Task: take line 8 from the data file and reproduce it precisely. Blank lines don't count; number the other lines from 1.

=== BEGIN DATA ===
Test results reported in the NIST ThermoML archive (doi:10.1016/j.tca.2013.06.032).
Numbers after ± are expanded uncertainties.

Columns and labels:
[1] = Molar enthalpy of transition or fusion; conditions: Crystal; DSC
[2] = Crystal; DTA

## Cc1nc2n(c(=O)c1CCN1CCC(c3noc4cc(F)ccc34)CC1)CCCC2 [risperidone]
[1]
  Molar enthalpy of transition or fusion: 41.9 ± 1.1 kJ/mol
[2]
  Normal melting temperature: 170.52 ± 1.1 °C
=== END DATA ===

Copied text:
  Molar enthalpy of transition or fusion: 41.9 ± 1.1 kJ/mol